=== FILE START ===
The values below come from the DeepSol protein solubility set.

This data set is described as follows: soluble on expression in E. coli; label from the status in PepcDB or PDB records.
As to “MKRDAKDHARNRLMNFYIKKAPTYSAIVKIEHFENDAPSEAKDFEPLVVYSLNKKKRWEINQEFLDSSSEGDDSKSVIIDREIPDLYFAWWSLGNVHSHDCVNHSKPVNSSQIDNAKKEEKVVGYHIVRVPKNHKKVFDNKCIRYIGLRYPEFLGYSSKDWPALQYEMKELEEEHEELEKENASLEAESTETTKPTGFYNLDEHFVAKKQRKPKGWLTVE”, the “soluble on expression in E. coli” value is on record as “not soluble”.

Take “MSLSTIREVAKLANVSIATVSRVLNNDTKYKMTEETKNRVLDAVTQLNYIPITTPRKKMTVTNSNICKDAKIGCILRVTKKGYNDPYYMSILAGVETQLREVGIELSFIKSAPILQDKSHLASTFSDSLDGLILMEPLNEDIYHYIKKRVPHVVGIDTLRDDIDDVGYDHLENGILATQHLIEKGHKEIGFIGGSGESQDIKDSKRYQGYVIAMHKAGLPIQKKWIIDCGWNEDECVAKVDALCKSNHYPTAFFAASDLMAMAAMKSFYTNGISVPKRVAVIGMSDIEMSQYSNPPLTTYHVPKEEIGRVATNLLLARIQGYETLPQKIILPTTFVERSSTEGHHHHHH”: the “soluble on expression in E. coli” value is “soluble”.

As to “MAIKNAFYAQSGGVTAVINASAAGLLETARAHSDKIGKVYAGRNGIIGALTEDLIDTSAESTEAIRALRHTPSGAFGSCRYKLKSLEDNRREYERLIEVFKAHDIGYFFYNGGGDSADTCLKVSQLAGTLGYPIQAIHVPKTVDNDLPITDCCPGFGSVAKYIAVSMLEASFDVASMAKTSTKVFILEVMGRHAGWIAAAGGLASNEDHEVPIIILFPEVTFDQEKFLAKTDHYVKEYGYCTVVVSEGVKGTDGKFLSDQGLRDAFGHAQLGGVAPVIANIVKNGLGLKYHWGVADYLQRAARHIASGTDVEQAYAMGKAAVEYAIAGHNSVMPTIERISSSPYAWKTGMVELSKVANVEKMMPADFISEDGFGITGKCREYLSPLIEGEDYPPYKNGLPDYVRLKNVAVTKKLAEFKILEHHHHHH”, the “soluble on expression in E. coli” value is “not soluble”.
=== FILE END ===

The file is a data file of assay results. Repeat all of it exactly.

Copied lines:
The values below come from the DeepSol protein solubility set.

This data set is described as follows: soluble on expression in E. coli; label from the status in PepcDB or PDB records.
As to “MKRDAKDHARNRLMNFYIKKAPTYSAIVKIEHFENDAPSEAKDFEPLVVYSLNKKKRWEINQEFLDSSSEGDDSKSVIIDREIPDLYFAWWSLGNVHSHDCVNHSKPVNSSQIDNAKKEEKVVGYHIVRVPKNHKKVFDNKCIRYIGLRYPEFLGYSSKDWPALQYEMKELEEEHEELEKENASLEAESTETTKPTGFYNLDEHFVAKKQRKPKGWLTVE”, the “soluble on expression in E. coli” value is on record as “not soluble”.

Take “MSLSTIREVAKLANVSIATVSRVLNNDTKYKMTEETKNRVLDAVTQLNYIPITTPRKKMTVTNSNICKDAKIGCILRVTKKGYNDPYYMSILAGVETQLREVGIELSFIKSAPILQDKSHLASTFSDSLDGLILMEPLNEDIYHYIKKRVPHVVGIDTLRDDIDDVGYDHLENGILATQHLIEKGHKEIGFIGGSGESQDIKDSKRYQGYVIAMHKAGLPIQKKWIIDCGWNEDECVAKVDALCKSNHYPTAFFAASDLMAMAAMKSFYTNGISVPKRVAVIGMSDIEMSQYSNPPLTTYHVPKEEIGRVATNLLLARIQGYETLPQKIILPTTFVERSSTEGHHHHHH”: the “soluble on expression in E. coli” value is “soluble”.

As to “MAIKNAFYAQSGGVTAVINASAAGLLETARAHSDKIGKVYAGRNGIIGALTEDLIDTSAESTEAIRALRHTPSGAFGSCRYKLKSLEDNRREYERLIEVFKAHDIGYFFYNGGGDSADTCLKVSQLAGTLGYPIQAIHVPKTVDNDLPITDCCPGFGSVAKYIAVSMLEASFDVASMAKTSTKVFILEVMGRHAGWIAAAGGLASNEDHEVPIIILFPEVTFDQEKFLAKTDHYVKEYGYCTVVVSEGVKGTDGKFLSDQGLRDAFGHAQLGGVAPVIANIVKNGLGLKYHWGVADYLQRAARHIASGTDVEQAYAMGKAAVEYAIAGHNSVMPTIERISSSPYAWKTGMVELSKVANVEKMMPADFISEDGFGITGKCREYLSPLIEGEDYPPYKNGLPDYVRLKNVAVTKKLAEFKILEHHHHHH”, the “soluble on expression in E. coli” value is “not soluble”.